By: Kananelo Khoetsa
Period poverty is defined as the lack of access to sanitary products, menstrual hygiene education, basic sanitary services such as clean toilets, water, and waste management.
In South Africa alone it is believed that up to 7 million girls lack sanitary products and are at times forced to miss school, with some using rags and newspapers to contain menstrual blood. Beyond the discomfort I believe they experience, this practice also has health risks, amongst which we have urinary tract infections, yeast infections, risk to Hepatitis B infection and an increased risk to cervical cancer.��
Besides health risks there is also painful periods and bad odour.
I was in a wholesale store sometime back where I was approached by a woman who asked that I please show her the products we use when menstruating. This was said in the hushed tone we women often use when talking about menstruation in public. Now, this was a woman who did not know what pads were called, the various sanitary products available, and how they are not only picked but also used. On our way to the aisle, I asked her what she used to use, she said rags.��
It is very easy to look to that woman and think her uninformed and ignorant, yet I was 26 years old when I learned that a pad is to be changed every 6 hours, if not, one would be prone to infections. I think this was an unfortunate consequence of misinformation due to period poverty, as the premise relies on the fact that there are not enough sanitary towels to go around, therefore one is supposed to get their monies worth with each pad worn.��
I, unfortunately experienced numerous infections as a consequence and I spent the greater majority of my menstrual years changing pads as I believed the pads to be the problem.��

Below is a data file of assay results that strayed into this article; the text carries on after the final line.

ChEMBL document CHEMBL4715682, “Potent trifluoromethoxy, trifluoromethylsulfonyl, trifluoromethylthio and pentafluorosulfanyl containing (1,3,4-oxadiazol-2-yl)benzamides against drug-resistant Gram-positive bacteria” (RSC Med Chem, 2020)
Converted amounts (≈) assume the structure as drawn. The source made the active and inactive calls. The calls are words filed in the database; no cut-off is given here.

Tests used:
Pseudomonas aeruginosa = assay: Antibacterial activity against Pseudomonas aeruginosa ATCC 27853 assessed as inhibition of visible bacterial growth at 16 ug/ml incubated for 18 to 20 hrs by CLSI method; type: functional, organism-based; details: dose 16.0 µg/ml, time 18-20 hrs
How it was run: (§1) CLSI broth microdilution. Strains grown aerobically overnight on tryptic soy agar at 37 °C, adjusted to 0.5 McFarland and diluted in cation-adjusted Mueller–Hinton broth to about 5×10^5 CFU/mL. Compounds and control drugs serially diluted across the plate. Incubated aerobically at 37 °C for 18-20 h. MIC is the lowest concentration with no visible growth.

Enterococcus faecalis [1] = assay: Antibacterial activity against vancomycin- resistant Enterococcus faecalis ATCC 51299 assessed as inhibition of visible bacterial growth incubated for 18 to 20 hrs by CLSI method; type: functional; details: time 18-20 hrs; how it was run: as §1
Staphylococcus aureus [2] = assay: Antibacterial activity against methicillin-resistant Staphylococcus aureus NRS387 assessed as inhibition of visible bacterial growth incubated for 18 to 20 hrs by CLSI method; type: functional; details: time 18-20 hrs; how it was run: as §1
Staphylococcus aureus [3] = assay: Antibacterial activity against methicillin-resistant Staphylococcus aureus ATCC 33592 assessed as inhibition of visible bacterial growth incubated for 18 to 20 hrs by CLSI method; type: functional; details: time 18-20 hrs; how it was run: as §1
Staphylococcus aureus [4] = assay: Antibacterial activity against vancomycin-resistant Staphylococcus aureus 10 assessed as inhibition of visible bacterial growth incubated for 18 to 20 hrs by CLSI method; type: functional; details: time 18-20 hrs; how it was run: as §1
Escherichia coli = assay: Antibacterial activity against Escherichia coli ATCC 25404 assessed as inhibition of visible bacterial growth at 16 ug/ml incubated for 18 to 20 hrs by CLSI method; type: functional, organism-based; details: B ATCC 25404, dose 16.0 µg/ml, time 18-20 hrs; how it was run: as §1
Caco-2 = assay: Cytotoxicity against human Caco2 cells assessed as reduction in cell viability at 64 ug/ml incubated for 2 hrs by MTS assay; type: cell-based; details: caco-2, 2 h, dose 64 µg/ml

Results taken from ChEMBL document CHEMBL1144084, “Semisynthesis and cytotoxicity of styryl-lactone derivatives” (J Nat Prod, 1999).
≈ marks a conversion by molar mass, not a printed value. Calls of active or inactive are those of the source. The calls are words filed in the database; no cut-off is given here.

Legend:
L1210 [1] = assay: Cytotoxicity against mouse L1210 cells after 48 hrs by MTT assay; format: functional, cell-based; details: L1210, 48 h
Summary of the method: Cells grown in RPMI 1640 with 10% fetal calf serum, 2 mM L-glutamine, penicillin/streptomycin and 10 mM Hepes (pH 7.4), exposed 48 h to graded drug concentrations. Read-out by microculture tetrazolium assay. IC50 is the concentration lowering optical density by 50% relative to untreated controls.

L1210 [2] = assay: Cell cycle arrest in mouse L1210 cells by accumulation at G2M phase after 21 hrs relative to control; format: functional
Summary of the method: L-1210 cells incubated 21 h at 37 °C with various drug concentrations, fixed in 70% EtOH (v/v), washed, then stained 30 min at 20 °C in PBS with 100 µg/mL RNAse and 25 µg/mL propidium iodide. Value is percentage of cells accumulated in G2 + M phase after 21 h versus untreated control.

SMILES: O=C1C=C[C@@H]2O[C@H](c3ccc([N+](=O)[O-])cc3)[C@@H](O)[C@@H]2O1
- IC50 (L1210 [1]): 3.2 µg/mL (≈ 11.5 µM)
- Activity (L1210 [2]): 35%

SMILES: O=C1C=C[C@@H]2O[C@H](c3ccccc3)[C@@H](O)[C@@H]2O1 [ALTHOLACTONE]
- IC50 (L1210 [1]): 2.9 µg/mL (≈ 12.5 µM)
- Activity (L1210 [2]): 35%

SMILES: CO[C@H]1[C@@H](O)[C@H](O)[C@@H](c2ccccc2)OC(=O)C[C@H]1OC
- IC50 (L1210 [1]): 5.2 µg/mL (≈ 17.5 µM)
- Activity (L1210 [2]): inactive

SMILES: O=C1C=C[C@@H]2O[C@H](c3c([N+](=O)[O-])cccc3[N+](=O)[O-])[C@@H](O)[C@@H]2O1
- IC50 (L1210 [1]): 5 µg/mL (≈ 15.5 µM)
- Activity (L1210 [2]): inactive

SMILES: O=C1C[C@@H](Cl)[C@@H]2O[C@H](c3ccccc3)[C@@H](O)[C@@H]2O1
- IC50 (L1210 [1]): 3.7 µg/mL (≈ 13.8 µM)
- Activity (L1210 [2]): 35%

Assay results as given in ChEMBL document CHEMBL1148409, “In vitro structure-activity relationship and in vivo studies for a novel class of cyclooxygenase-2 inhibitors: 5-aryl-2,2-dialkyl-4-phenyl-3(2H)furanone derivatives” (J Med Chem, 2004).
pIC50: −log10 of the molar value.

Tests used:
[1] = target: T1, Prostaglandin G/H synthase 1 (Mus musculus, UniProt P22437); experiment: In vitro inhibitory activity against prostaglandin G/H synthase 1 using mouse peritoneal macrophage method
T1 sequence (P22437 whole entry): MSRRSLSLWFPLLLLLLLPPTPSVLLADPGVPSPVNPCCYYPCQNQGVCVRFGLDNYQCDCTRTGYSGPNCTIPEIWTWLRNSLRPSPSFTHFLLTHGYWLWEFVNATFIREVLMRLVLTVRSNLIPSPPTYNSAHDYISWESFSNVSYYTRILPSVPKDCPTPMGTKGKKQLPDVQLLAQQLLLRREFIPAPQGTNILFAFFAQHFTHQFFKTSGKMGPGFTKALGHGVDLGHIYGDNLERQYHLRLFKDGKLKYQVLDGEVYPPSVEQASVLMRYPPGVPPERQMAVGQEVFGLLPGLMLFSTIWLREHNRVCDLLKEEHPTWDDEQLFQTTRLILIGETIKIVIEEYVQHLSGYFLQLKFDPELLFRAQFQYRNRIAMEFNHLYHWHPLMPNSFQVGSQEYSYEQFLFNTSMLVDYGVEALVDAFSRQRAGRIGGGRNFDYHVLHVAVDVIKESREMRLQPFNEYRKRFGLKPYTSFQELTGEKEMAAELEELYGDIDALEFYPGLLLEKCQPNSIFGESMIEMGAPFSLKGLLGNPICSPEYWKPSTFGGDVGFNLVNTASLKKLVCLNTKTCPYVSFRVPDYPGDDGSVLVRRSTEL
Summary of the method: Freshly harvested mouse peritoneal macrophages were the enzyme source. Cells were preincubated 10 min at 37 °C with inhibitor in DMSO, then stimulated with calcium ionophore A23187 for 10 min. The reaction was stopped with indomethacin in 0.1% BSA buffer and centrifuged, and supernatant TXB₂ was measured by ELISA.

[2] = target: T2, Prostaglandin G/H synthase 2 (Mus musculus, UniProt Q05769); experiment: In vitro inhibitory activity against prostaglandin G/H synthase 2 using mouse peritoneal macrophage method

Needless to say, I dreaded my periods, I resented them, I hated the hormones, the bleeding, the discomfort, the self-consciousness- especially when in public places where I would continuously wonder if I smelled or had blotted myself. What of the symptoms?!
My first year in Port Elizabeth I had a roommate that experiences the worst period cramps I have ever witnessed. She���d faint, was unable to talk, move, walk, or do anything. The first time I witnessed this I did not believe it was period pains. I recall her coming into our room carried, barely looking conscious and breathing as though she was experiencing a shortness of breath, her eyes were closed with tears rolling down her cheeks. Now this of course did not make sense and I refused to accept it. Am I not a woman? Don���t I bleed?�� Don���t I experience period pains? Why then was she as she was?��
It was then that I learned and understood the diversity of our periods. I dared not imagine her early school years, or life once employed. Will her colleagues understand? Her boss?��
Menstruation remains a taboo in some parts, and as a result individuals such as myself are susceptible to ignorance and misinformation.��
I am only learning my body at the age of 29, understanding my body, my monthly cycle, of course this is not only limited to menstruation. I only downloaded a period app this year, an app I thought I did not need, as I menstruate and believed that made me an expert in the field.��
I am happy to say that I no longer dread my periods.
The beautiful wonder that is my body is finally being appreciated, understood and loved.